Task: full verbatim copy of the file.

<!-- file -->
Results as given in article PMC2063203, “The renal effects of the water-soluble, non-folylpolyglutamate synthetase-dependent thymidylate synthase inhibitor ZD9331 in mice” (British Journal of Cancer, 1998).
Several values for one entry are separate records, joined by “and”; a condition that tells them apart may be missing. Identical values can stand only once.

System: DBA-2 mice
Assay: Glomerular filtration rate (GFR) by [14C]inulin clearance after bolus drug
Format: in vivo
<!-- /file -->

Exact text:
Results as given in article PMC2063203, “The renal effects of the water-soluble, non-folylpolyglutamate synthetase-dependent thymidylate synthase inhibitor ZD9331 in mice” (British Journal of Cancer, 1998).
Several values for one entry are separate records, joined by “and”; a condition that tells them apart may be missing. Identical values can stand only once.

System: DBA-2 mice
Assay: Glomerular filtration rate (GFR) by [14C]inulin clearance after bolus drug
Format: in vivo